This roundup of hot springs in eastern Oregon is brought to you by Banner & Oak, the makers of camo snapback hats for stylish exploration of the deserts of the American west.

If you envision a trip to any of Oregon’s hot springs, you might think of a large group of friends or family indulging in a relaxing soak, surrounded by lush emerald forests and listening to the sound of a rushing river nearby. At many of western Oregon’s renowned and popular hot springs, this holds true; places like Bagby and Cougar Hot Springs are undoubtedly special, but are typically crowded. The less-famed hot springs of eastern Oregon gift visitors with solitude and an unworldly beauty that reminds us how diverse Oregon’s landscape can be, and how refreshing it is to get off the beaten path.

At its best, a trip to the high desert of eastern Oregon includes views of crimson-hued rock formations, seemingly impossible sunsets, prancing pronghorns in golden plains, and (of course) a hot soak to, well, soak it all in. There are 47 soakable hot springs in Oregon, 18 of which tucked away in the eastern portion of the state.. We’ve listed 7 of the best hot springs in eastern Oregon to help inform and ignite your exploration on an ambitious weekend or a desert road trip.

7 Hot Springs In Eastern Oregon for Scenic Soaking

Hot spring surrounded by rocks and grass with rolling hills in the background.

Before you dive in and decide which eastern Oregon hot spring is best for you, here is a fun, geological fact about how hot springs in eastern Oregon work.

Hot springs in eastern Oregon are associated with fault zones. Where the earth’s crust is thin and highly fractured, groundwater can circulate deeply along the fault, heat up, and then the faults bring the water to the surface. This differs from western Oregon, where shallow bodies of magma beneath active volcanoes heat the groundwater and cause it to rise to the surface.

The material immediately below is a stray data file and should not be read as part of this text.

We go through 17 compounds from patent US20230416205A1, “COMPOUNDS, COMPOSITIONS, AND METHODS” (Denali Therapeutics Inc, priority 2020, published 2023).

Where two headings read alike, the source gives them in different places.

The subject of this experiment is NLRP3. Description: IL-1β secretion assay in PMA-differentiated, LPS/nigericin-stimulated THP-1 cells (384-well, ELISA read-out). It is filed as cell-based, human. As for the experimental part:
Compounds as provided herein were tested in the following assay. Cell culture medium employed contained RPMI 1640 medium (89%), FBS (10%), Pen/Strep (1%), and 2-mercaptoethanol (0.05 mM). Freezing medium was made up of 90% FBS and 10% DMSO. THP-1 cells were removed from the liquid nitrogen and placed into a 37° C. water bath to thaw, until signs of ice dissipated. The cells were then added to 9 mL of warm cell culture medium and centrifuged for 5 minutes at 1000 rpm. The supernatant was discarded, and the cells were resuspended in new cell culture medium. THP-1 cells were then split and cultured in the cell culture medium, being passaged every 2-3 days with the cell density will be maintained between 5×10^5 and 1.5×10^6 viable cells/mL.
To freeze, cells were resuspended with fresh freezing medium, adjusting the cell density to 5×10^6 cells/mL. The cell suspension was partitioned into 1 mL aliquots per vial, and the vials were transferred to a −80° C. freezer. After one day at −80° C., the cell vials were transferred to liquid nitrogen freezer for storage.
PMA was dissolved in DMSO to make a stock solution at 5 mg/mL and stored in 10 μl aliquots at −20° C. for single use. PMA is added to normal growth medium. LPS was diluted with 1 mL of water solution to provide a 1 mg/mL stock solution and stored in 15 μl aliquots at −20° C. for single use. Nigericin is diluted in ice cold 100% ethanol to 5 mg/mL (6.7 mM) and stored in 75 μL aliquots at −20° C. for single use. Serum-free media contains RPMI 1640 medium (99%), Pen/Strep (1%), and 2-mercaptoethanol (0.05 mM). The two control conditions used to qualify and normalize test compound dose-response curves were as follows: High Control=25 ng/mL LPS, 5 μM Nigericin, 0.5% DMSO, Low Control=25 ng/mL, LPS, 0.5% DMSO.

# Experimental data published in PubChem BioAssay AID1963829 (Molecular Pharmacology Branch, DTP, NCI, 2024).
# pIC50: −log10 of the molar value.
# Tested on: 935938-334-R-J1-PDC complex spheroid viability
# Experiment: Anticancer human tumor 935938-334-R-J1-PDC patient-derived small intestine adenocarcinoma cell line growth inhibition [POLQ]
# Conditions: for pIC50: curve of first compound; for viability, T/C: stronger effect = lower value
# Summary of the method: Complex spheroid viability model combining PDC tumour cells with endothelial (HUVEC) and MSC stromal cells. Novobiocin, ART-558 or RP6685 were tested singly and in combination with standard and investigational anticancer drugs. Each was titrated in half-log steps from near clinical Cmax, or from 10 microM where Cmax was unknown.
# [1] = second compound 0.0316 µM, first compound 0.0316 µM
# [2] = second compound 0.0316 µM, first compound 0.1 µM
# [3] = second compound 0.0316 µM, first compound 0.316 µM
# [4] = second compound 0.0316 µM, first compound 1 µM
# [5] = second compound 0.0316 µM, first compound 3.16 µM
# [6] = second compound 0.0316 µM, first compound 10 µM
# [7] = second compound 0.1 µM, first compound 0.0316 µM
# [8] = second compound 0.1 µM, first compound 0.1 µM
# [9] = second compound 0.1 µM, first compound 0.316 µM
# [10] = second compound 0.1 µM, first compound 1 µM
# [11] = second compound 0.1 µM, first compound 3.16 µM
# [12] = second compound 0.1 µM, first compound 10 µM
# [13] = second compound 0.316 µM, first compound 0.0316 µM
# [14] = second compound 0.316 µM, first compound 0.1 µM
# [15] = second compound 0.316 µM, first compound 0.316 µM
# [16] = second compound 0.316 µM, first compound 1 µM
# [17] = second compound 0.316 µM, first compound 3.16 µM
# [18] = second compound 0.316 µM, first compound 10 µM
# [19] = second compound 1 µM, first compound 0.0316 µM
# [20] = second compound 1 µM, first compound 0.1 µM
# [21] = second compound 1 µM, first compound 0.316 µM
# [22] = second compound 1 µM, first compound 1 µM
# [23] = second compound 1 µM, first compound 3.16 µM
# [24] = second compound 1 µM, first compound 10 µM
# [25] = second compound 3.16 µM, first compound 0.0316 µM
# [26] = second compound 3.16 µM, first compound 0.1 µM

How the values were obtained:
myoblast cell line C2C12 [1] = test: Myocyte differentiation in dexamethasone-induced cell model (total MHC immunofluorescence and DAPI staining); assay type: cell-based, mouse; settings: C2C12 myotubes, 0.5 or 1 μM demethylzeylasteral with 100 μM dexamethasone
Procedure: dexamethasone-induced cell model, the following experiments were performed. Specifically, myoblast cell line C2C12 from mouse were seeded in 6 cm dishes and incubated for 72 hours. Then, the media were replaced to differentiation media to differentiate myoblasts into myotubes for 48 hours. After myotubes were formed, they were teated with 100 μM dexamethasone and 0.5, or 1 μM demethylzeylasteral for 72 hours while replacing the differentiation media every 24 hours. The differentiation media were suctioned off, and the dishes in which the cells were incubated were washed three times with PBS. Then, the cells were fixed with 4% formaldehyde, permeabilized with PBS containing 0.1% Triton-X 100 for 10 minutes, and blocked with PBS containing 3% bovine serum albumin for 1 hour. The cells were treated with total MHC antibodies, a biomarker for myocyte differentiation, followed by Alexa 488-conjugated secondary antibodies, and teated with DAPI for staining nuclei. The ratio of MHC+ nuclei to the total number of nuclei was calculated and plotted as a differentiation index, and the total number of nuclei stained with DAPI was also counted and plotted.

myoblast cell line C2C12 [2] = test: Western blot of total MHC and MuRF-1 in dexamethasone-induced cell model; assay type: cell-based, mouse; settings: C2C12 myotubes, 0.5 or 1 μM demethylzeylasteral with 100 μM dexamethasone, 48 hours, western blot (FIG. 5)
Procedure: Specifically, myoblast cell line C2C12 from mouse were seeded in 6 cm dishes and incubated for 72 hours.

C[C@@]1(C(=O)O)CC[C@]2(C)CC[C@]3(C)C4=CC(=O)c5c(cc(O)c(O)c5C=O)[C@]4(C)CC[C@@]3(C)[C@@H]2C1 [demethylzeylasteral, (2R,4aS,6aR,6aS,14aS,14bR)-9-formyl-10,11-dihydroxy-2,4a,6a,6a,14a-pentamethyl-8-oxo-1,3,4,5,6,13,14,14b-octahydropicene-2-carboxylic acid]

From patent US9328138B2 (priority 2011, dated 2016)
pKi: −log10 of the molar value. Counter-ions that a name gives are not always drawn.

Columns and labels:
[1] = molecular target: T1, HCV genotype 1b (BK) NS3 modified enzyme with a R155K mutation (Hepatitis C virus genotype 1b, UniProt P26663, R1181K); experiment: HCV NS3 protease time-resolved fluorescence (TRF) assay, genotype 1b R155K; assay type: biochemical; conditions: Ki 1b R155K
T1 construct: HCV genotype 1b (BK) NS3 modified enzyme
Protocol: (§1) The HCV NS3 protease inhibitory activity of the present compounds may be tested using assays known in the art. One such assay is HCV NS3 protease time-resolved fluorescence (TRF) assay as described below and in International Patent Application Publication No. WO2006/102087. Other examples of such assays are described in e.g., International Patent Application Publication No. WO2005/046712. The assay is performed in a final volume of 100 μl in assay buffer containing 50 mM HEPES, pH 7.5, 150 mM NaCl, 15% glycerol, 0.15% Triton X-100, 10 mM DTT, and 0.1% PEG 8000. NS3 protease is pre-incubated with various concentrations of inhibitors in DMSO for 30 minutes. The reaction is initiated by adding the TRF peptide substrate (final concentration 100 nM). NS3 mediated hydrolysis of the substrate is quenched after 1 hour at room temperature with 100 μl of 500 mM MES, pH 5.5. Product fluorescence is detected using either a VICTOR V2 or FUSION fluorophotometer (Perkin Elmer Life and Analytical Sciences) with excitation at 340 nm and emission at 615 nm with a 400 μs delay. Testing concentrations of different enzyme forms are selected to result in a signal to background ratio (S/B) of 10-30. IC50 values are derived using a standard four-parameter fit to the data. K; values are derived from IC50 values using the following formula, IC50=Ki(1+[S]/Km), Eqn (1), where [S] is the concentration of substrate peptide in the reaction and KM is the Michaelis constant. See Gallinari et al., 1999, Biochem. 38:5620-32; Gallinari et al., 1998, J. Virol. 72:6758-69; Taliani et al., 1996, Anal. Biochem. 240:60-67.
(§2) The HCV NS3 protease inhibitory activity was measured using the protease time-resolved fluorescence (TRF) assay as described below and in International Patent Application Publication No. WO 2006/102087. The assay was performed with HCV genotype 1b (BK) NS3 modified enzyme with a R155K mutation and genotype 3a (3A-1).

1. Snively Hot Springs

Wide river flowing through a canyon.

Image from Greg Shine on Flickr (CC BY 2.0)

Snively Hot Springs rests along the banks of Owyhee River, which flows through the technicolored walls of the Owyhee River Canyon in eastern Oregon near the Idaho border. The views from the pools are stunning, and have gained a following in recent years because of the surrounding canyons that are perfect for many forms of recreation and the rolling hills offering easy hiking. The drive to the springs takes visitors through the striking canyon, luring them into the wondrous high desert of eastern Oregon that differs so greatly from the lushness of the western regions of the state.

The pools are primitive, so don’t expect amenities. Spring runoff can cause the hot pools to disappear next to the swelling Owyhee, so late summer and fall are the best times to visit. The hot springs are on BLM land, so dispersed camping around the springs is permitted.